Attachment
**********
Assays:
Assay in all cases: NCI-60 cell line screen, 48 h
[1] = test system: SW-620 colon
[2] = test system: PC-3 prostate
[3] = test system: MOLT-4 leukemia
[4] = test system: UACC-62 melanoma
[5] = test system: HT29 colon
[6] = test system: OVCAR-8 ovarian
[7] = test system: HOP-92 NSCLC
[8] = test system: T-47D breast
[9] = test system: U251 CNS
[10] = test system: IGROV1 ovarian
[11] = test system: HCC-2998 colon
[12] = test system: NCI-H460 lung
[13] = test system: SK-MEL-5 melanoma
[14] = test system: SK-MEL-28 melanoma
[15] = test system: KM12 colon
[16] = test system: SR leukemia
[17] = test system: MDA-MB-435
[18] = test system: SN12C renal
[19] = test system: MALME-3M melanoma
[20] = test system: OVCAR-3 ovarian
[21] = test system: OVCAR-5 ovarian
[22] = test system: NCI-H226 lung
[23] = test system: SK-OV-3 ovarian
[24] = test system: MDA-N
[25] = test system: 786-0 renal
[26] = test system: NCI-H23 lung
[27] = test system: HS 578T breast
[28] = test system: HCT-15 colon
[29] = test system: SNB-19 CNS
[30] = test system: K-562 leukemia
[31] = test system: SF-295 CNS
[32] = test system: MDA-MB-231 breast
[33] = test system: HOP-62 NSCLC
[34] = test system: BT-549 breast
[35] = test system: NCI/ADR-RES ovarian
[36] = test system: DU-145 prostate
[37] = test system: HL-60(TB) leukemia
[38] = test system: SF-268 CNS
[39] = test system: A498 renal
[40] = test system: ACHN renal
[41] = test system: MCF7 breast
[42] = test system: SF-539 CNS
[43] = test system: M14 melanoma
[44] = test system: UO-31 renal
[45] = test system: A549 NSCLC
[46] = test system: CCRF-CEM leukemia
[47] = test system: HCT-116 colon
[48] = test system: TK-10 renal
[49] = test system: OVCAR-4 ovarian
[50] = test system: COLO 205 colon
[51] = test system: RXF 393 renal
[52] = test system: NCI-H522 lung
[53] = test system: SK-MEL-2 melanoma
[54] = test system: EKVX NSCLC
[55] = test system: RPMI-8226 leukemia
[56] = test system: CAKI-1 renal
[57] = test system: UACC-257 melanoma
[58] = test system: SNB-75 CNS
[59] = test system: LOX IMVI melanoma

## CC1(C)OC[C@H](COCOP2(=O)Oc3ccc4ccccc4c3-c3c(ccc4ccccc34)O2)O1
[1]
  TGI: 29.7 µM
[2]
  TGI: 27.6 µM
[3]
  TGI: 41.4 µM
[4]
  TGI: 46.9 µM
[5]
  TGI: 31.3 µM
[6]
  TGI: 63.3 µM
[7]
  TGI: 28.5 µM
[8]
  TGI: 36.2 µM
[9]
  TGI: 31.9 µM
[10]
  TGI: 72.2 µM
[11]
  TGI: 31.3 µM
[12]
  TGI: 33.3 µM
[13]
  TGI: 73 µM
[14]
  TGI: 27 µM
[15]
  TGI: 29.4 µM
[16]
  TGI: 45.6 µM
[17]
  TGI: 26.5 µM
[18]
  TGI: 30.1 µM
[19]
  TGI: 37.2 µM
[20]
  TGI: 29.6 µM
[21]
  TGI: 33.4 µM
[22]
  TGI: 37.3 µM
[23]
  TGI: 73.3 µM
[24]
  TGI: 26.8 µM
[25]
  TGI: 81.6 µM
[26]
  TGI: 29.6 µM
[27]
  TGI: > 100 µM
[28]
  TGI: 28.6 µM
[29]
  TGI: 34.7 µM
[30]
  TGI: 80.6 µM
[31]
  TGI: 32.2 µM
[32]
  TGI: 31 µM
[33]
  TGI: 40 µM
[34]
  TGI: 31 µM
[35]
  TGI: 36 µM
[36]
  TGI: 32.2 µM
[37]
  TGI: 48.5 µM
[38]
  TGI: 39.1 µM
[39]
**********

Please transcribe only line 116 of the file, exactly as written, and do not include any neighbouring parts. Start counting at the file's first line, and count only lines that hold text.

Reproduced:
  TGI: > 100 µM